The General Counsel Fall Conference 2022 on October 6th will focus on the international challenges of General Counsel and therefore we asked Mark Wolt, General Counsel at SHV Energy to reflect on his international career and current challenges in this edition of “GC Talk”. Mark will moderate a GCN Roundtable on International M&As during the General Counsel Fall Conference.
About SHV Energy
SHV Energy is a leading global distributor of off-grid energy such as LPG and LNG. They service approximately 30 million business and residential customers off the energy grid. SHV Energy is a wholly owned subsidiary of SHV, a family-owned multinational, that consists of a group of specialized companies, including Nutreco, Eriks, One-Dyas, Kiwa, NPM Capital, Mammoet, and Makro. SHV Energy is active in approximately 25 countries. The turnover in 2021 was EUR 8,5 billion with 16,200 employees globally. Besides Europe, they have sizeable operations in Brazil, China, India, Turkey, Bangladesh and the US.
More recently, SHV Energy invested in bioLPG, and new sustainable energy sources like rDME, which results in a significant reduction in greenhouse gasses and air pollutants. In 2021 they acquired a majority shareholding in SunSource Energy, a leading provider in India of solar-based energy and storage solutions to commercial, industrial and institutional customers. They are also focussing on energy efficiency services, such as EM3 in Ireland.
Career, new challenges and family life
“In 1997 I graduated from Leiden University with a Master of Law, as well as Tax Law. My first job was as an international tax advisor at Loyens & Volkmaars. This gave me the opportunity to live in New York and Geneva. Although interesting, the work became increasingly specialized and I realized that this was not what I wanted to do for the rest of my life.
In 2002, I decided to switch to a legal counsel position at NV Nederlandse Gasunie in Groningen. Gasunie was an interesting public-private partnership between Shell, Exxon, and the Dutch State, and at the time owner of the Dutch natural gas grid, and also dominant in wholesale trading & export of natural gas. The European energy markets were in the process of liberalization. The political decision was made in the Netherlands to split the organization into transport (Gasunie) and trading (Gasterra). Although this demerger had a big impact on many of the employees, it was for me an extremely interesting process both legally, operationally, and politically. Gasunie allowed me to do a post-graduate study in European Competition Law at King College London.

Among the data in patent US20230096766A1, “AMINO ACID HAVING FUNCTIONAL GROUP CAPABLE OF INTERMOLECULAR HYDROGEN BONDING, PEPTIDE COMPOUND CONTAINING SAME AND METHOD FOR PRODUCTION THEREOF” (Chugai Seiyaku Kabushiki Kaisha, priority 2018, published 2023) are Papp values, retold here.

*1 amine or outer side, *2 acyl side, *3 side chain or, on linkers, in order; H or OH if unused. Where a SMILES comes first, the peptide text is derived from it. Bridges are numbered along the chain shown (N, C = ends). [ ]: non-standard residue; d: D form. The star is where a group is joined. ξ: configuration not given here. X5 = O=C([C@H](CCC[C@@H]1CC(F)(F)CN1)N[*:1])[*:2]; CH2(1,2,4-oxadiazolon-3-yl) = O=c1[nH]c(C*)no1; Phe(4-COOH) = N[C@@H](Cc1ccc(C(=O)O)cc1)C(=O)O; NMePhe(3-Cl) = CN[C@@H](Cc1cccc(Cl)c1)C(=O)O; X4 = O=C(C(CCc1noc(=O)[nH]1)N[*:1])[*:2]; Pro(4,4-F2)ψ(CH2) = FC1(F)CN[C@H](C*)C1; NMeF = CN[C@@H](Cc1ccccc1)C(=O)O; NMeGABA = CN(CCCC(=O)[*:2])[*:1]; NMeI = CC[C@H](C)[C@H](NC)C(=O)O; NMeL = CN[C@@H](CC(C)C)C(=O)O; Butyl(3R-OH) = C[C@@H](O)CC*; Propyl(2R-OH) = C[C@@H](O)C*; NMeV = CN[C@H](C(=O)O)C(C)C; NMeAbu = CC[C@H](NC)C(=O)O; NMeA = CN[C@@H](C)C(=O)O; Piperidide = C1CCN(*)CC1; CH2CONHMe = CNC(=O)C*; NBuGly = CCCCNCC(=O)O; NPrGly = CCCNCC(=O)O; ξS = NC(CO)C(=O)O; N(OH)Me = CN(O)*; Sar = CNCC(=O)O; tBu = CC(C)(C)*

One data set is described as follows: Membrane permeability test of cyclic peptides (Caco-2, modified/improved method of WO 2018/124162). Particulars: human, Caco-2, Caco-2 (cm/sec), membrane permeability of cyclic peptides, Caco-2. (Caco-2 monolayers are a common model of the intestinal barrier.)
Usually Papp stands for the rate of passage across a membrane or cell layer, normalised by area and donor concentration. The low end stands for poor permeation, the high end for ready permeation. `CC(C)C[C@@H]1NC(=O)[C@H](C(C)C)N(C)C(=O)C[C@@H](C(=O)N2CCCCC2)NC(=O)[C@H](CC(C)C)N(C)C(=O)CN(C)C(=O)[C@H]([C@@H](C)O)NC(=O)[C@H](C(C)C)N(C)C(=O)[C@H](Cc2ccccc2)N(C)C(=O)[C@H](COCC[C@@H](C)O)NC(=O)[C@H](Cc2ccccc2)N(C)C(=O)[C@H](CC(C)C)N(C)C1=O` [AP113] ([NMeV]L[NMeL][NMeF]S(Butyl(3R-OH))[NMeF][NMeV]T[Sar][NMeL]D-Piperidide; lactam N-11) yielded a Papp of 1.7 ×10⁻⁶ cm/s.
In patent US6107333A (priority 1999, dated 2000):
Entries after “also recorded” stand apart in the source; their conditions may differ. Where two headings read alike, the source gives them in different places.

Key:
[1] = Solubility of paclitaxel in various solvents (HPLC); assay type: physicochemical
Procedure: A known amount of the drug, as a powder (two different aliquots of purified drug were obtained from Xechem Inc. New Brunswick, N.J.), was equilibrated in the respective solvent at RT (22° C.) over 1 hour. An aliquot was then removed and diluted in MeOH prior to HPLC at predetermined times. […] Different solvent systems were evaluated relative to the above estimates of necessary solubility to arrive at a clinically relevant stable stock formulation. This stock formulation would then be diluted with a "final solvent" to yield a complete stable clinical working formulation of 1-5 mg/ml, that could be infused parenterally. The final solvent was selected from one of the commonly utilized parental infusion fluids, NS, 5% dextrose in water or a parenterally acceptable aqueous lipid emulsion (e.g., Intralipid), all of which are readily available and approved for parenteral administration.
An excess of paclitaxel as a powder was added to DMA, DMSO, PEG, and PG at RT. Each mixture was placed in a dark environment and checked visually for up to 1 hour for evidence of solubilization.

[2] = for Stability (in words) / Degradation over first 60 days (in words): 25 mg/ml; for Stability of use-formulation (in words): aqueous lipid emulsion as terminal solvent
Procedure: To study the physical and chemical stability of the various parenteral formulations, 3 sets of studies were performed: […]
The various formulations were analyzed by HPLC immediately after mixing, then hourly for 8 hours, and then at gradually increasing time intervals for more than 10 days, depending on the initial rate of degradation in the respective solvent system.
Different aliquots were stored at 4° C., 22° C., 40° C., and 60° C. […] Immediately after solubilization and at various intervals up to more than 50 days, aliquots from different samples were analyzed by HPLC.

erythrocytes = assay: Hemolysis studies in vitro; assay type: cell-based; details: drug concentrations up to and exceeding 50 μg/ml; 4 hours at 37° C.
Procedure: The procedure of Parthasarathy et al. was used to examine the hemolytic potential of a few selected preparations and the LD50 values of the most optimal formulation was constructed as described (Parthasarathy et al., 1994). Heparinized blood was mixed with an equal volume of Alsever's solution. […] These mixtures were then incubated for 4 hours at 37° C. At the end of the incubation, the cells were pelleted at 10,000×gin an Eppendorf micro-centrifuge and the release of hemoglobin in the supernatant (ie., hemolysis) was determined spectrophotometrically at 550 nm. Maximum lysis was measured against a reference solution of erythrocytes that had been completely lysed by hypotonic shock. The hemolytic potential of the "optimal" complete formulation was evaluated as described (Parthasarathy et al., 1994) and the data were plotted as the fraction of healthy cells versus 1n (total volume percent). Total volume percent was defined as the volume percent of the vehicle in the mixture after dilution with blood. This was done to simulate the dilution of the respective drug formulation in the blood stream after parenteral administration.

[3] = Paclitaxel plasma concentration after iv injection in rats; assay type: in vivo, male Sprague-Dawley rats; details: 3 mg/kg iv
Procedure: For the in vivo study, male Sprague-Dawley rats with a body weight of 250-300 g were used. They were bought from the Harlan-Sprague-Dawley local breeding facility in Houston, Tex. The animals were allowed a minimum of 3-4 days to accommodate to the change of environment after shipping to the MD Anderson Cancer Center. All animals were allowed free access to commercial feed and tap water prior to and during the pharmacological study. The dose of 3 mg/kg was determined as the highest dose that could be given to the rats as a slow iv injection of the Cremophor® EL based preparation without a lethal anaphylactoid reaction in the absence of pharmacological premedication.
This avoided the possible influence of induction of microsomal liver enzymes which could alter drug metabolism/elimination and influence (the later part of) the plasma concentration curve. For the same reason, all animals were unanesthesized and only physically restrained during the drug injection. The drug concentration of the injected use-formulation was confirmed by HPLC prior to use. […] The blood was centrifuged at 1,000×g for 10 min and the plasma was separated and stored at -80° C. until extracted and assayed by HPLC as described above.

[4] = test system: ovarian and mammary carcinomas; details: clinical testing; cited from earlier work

In 2007 SHV was looking for a GC for its largest group, SHV Energy. I was ready for the next move and my wife just finished her medical specialism. As Group Legal Counsel & Compliance Officer at SHV Energy my initial focus was on setting up a global competition law compliance program and managing a number of investigations. I was also able to build a network between the legal counsels of our business units and embed the importance of legal and compliance in the management of our operational countries.
In 2016 the compliance activities were set up as an independent department, which allowed me to build an M&A department for the increasing number of transactions. Not only were we able to grow our market share through density acquisition in our existing markets but we also worked on new territories such as the US and Bangladesh. In the reshuffle of the business, we divested activities amongst others in a number of Eastern European markets, the Philippines, and Pakistan. In recent years the focus of SHV Energy has shifted to renewables activities and investments in sustainable fuel solutions. This all implies that my work field is very internationally driven and that I spend quite some time abroad in order to manage our legal affairs.
Legal – international network of in-house and private practice lawyers